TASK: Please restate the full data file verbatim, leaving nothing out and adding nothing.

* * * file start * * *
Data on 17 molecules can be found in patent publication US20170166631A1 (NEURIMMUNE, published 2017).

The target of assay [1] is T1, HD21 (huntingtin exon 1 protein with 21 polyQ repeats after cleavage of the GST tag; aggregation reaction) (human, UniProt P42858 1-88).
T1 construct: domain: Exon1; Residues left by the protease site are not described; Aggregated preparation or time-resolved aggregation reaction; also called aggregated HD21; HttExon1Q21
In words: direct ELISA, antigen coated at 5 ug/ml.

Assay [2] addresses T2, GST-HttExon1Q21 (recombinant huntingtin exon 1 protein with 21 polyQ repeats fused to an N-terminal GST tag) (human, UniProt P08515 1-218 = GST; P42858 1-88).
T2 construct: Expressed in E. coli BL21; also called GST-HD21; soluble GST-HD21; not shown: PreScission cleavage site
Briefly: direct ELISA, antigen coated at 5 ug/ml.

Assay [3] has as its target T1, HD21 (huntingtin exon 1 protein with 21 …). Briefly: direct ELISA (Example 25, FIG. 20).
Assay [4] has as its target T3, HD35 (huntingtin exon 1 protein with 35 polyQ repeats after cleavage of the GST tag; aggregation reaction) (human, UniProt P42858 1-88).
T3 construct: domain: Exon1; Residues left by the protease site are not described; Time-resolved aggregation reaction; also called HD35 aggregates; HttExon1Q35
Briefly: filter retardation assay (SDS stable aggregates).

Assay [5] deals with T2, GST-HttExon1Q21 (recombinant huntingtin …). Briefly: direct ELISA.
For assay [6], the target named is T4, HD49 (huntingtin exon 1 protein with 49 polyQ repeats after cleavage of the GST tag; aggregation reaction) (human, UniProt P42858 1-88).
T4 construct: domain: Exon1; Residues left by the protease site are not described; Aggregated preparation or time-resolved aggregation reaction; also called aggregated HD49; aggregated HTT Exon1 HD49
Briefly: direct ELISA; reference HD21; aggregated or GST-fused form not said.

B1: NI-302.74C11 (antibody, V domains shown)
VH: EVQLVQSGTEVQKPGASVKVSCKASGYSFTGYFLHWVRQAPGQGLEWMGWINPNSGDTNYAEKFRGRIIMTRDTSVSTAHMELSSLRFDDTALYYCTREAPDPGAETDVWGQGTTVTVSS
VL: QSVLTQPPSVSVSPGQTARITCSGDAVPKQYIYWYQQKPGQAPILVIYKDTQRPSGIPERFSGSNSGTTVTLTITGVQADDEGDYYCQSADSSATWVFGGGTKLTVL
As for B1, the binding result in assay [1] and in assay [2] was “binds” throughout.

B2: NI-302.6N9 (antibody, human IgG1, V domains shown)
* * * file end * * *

Data on 17 molecules can be found in patent publication US20170166631A1 (NEURIMMUNE, published 2017).

The target of assay [1] is T1, HD21 (huntingtin exon 1 protein with 21 polyQ repeats after cleavage of the GST tag; aggregation reaction) (human, UniProt P42858 1-88).
T1 construct: domain: Exon1; Residues left by the protease site are not described; Aggregated preparation or time-resolved aggregation reaction; also called aggregated HD21; HttExon1Q21
In words: direct ELISA, antigen coated at 5 ug/ml.

Assay [2] addresses T2, GST-HttExon1Q21 (recombinant huntingtin exon 1 protein with 21 polyQ repeats fused to an N-terminal GST tag) (human, UniProt P08515 1-218 = GST; P42858 1-88).
T2 construct: Expressed in E. coli BL21; also called GST-HD21; soluble GST-HD21; not shown: PreScission cleavage site
Briefly: direct ELISA, antigen coated at 5 ug/ml.

Assay [3] has as its target T1, HD21 (huntingtin exon 1 protein with 21 …). Briefly: direct ELISA (Example 25, FIG. 20).
Assay [4] has as its target T3, HD35 (huntingtin exon 1 protein with 35 polyQ repeats after cleavage of the GST tag; aggregation reaction) (human, UniProt P42858 1-88).
T3 construct: domain: Exon1; Residues left by the protease site are not described; Time-resolved aggregation reaction; also called HD35 aggregates; HttExon1Q35
Briefly: filter retardation assay (SDS stable aggregates).

Assay [5] deals with T2, GST-HttExon1Q21 (recombinant huntingtin …). Briefly: direct ELISA.
For assay [6], the target named is T4, HD49 (huntingtin exon 1 protein with 49 polyQ repeats after cleavage of the GST tag; aggregation reaction) (human, UniProt P42858 1-88).
T4 construct: domain: Exon1; Residues left by the protease site are not described; Aggregated preparation or time-resolved aggregation reaction; also called aggregated HD49; aggregated HTT Exon1 HD49
Briefly: direct ELISA; reference HD21; aggregated or GST-fused form not said.

B1: NI-302.74C11 (antibody, V domains shown)
VH: EVQLVQSGTEVQKPGASVKVSCKASGYSFTGYFLHWVRQAPGQGLEWMGWINPNSGDTNYAEKFRGRIIMTRDTSVSTAHMELSSLRFDDTALYYCTREAPDPGAETDVWGQGTTVTVSS
VL: QSVLTQPPSVSVSPGQTARITCSGDAVPKQYIYWYQQKPGQAPILVIYKDTQRPSGIPERFSGSNSGTTVTLTITGVQADDEGDYYCQSADSSATWVFGGGTKLTVL
As for B1, the binding result in assay [1] and in assay [2] was “binds” throughout.

B2: NI-302.6N9 (antibody, human IgG1, V domains shown)